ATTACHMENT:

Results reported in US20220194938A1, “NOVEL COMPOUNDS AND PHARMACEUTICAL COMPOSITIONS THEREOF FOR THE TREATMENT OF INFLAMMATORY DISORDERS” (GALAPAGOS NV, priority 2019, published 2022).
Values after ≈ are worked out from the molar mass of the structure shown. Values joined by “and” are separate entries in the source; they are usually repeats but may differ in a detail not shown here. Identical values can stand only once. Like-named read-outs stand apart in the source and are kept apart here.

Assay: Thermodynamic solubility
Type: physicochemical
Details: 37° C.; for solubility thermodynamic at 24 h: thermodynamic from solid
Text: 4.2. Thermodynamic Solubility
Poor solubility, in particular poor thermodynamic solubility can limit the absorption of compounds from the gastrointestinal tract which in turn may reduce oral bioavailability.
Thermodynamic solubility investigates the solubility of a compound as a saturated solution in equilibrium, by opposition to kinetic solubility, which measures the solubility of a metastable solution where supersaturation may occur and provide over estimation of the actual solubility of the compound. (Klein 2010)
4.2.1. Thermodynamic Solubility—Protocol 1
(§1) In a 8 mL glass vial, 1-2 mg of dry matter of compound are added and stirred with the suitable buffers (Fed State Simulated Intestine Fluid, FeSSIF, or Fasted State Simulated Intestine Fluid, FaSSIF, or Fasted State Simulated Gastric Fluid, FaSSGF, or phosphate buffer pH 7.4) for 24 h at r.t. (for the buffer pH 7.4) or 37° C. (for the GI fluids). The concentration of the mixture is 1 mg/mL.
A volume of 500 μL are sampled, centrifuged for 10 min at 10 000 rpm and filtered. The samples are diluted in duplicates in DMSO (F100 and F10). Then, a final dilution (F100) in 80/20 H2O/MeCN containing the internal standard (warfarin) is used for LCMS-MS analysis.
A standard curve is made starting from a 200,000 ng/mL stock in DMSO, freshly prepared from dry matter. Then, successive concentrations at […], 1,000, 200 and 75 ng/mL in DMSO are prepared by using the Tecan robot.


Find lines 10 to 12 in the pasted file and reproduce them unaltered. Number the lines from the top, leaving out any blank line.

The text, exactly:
(§1) In a 8 mL glass vial, 1-2 mg of dry matter of compound are added and stirred with the suitable buffers (Fed State Simulated Intestine Fluid, FeSSIF, or Fasted State Simulated Intestine Fluid, FaSSIF, or Fasted State Simulated Gastric Fluid, FaSSGF, or phosphate buffer pH 7.4) for 24 h at r.t. (for the buffer pH 7.4) or 37° C. (for the GI fluids). The concentration of the mixture is 1 mg/mL.
A volume of 500 μL are sampled, centrifuged for 10 min at 10 000 rpm and filtered. The samples are diluted in duplicates in DMSO (F100 and F10). Then, a final dilution (F100) in 80/20 H2O/MeCN containing the internal standard (warfarin) is used for LCMS-MS analysis.
A standard curve is made starting from a 200,000 ng/mL stock in DMSO, freshly prepared from dry matter. Then, successive concentrations at […], 1,000, 200 and 75 ng/mL in DMSO are prepared by using the Tecan robot.